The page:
Recovery Units Aim For Streamlined Look

February 27, 2003
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CHICAGO — A long time ago, in what seemed to be a galaxy far, far, away, the EPA required Jedi Knight contractors to have recovery machines and make sure refrigerants were pure through either recycling or reclamation processes.

Most everybody purchased those laser swords of technology and, as supplies of CFCs and HCFCs dwindled and costs rose, contractors continued to use them. But eventually even the best high-tech weapons wear out. And then — and usually only then — did the rooftop warriors break down and buy a new one.

That has made for a fairly stable market without much growth in the United States, according to some comments from booth officials at the 2003 Air-Conditioning, Heating, Refrigerating Exposition (AHR Expo). At the same time, they did report growth in Europe and an early wave of interest in Europe.

Manufacturers at the AHR Expo and were focused on equipment with higher efficiency, lower weight, and streamlined design.

“It’s like a 1985 car,” said one booth official. “Automakers don’t keep bringing out the same model year after year. They keep making improvements to make it more up to date.”

One other message that makers of recovery and recycling equipment sent the industry was that the latest generation of equipment is capable of working with a wide range of refrigerants, including blends and R-410A.

Advanced Test Products (Miami) RG5410A is an ergonomically designed recovery unit for CFCs, HCFCs, and R-410A. For use with high- and low-pressure refrigerants, it has a selectable high-pressure safety cut-off switch. The

oilless compressor can handle both liquid and vapor straight through the compressor.

The unit is encased in a polyethylene blow molded case with a ergonomic design. There is a 3/8-inch, three-row condenser to maximize performance in the harshest conditions, stated the company. In addition, the semihermetic compressor can be serviced in the field, according to the company.

The unit also has a feature that allows the technician to purge the unit of moisture, contaminants, and excess refrigerant without need of a vacuum pump. An in-line filter-drier is included. The unit weighs in at 32 pounds.

Also shown was the company’s MiniMax refrigerant recovery system that weighs in at 28 pounds. The compressor is oilless.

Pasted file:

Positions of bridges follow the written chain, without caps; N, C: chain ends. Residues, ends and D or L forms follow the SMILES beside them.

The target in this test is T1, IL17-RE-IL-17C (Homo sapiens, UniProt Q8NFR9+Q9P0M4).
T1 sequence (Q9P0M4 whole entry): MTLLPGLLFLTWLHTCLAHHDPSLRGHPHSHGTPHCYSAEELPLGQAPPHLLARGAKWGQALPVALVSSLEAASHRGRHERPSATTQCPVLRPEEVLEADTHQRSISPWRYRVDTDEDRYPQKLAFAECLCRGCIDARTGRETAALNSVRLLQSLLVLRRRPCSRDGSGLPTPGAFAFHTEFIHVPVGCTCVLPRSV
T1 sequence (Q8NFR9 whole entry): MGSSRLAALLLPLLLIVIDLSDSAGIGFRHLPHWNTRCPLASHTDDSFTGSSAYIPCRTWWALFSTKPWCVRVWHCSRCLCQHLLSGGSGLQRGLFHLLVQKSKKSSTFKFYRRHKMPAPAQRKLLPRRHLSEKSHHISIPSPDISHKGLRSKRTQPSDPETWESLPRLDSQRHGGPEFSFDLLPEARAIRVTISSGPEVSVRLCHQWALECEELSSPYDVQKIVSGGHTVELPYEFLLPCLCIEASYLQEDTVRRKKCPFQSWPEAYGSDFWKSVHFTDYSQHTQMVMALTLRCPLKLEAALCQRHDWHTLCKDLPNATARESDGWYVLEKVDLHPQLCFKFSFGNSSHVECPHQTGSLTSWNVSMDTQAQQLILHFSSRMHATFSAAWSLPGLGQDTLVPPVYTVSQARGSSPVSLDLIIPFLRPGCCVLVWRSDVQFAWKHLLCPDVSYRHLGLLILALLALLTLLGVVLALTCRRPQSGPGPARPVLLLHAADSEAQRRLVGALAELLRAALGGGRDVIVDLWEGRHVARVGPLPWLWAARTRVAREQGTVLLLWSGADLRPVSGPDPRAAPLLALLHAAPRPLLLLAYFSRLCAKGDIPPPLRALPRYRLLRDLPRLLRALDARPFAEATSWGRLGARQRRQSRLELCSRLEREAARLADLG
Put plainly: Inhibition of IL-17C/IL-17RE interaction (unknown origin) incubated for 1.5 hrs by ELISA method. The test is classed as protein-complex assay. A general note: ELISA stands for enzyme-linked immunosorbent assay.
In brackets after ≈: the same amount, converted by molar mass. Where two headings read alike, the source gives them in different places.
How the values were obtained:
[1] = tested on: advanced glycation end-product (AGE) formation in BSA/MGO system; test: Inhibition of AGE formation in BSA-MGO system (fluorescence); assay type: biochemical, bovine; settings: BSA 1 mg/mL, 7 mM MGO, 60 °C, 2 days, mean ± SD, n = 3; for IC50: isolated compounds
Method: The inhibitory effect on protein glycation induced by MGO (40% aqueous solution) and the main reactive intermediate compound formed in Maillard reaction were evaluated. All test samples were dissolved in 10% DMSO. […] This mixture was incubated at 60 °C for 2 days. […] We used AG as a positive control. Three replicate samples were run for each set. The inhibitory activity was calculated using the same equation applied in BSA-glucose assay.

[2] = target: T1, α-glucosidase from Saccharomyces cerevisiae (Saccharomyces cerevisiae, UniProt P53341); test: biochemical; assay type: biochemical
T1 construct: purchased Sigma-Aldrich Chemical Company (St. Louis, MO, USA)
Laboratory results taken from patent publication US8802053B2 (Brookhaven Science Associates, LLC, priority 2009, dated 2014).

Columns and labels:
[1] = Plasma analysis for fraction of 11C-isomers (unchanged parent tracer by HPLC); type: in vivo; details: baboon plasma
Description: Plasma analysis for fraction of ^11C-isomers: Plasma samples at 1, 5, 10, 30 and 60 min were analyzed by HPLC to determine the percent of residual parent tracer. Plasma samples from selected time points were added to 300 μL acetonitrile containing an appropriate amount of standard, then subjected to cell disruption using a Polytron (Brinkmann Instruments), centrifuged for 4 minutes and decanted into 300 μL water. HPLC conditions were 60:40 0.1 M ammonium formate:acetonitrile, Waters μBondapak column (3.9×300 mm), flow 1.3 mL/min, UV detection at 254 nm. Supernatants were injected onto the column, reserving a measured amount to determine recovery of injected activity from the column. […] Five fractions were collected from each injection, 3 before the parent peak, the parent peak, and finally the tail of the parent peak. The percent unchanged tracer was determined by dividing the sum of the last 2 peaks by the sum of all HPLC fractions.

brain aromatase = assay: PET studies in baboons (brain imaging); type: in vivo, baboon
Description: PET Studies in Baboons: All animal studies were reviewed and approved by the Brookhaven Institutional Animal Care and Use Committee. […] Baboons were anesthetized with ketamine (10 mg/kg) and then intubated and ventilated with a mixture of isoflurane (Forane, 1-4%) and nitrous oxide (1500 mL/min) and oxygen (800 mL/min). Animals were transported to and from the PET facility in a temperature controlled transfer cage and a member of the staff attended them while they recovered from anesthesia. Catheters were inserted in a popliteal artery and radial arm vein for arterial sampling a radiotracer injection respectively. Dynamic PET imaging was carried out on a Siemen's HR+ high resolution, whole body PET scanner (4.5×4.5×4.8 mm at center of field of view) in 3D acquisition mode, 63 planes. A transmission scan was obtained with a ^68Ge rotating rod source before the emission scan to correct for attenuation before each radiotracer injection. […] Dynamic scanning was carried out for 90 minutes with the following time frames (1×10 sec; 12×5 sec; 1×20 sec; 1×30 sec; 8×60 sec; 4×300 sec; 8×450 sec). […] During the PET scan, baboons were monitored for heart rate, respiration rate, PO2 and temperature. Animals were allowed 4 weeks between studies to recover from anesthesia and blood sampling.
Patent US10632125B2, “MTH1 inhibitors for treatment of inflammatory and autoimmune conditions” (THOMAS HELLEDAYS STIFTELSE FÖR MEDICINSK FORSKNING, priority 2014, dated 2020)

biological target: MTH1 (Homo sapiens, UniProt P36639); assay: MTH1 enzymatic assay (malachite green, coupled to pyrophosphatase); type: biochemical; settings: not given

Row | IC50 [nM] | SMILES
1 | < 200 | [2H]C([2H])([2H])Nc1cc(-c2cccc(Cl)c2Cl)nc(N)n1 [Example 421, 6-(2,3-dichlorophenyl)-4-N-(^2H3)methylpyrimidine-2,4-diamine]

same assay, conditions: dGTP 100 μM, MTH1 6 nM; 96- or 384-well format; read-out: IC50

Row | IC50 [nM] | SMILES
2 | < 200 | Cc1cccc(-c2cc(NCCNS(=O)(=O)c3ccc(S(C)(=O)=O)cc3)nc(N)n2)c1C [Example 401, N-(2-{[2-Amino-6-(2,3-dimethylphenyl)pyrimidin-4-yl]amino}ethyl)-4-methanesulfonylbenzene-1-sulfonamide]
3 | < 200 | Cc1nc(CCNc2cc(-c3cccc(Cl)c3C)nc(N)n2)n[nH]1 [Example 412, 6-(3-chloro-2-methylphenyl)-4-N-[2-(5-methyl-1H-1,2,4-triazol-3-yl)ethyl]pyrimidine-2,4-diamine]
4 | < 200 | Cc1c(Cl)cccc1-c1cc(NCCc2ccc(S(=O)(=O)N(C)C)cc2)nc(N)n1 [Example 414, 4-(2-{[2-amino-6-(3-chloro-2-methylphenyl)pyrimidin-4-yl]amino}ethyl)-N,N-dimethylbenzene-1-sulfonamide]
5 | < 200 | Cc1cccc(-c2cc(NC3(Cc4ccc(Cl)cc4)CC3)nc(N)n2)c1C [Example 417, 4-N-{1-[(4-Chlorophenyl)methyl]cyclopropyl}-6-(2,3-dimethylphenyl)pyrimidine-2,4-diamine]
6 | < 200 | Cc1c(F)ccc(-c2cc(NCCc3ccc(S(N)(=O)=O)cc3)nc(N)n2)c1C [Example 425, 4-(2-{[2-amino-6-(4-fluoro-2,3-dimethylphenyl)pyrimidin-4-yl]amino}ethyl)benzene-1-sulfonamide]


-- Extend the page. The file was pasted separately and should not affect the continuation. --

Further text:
CPS (Hialeah, Fla.) showed its Pro-Set recovery machines. The CR600 is oilless with a dual-fan system designed for working in hot locations. The company claimed, “It operates normally under 140 degree F desert heat.” It has a 1/2-hp compressor and automatically recovers liquid or vapor refrigerant. The unit provides direct liquid recovery and weighs in at 29 pounds.

The CR300 uses a standard oil-filled compressor and has a built-in 100-mesh particle filter. It has an advanced piston-style suction valve for regulating of liquid or vapor refrigerant. It weighs about 28 pounds and offers direct liquid recovery.

Both units were said to be R-410A compatible.

Inficon (East Syracuse, N.Y.) featured the Vortex refrigerant recovery machine using a design that incorporates new compressor and condensing technologies for rapid collection of all refrigerants. A one-valve compressor design increases the liquid tolerance of the recovery machine while extending the life of the compressor, the company said. It has self-purging capabilities, eliminating the need to change hoses at the end of the recovery process, the company said.

Refco (Lockport, N.Y.) featured the Plus-12 recovery unit which has an automatic pressure regulator, built-in manifold, and purge self cleaning. Among refrigerants it works with are 134a, 22, 410A, and others.

The new Reftec (Sarasota, Fla.) GoldPlus II oilless refrigerant recovery system has a 3/4-hp motor and generates liquid recovery rates of 5 to 8 pounds per minute and vapor rates of 0.5 to 2.0 pounds per minute. The compressor has better liquid tolerance for continuous liquid duty, the company said. It achieves a vacuum of 27 inches Mercury. The design is said to be easy to service in the field.

Also on display was the MicroVac, an oilless compressor that can work with R-410A systems and weighs in at 30 pounds.

Ritchie (Bloomington, Minn.) showcased two new items. The R-70A universal recovery system has automatic hookup “so you can work elsewhere after hook-up. There is not even a switch to touch for 410A.” The unit also has automatic changeover from liquid to vapor. It runs with a 1/2-hp oil-less compressor.

The company’s R-50 Series is for small to medium systems. It uses a 1/2-hp oilless compressor, with a single high pressure safety switch.

Therma-Flo (Springfield, Mass.) showed OZ PowerMax and oilless recovery machine with a 1-hp compressor. Booth officials said it is designed to be both lightweight (22 pounds) and powerful. It uses a 1-hp compressor and can handle various blends and works with R-410A systems.

Publication date: 03/03/2003

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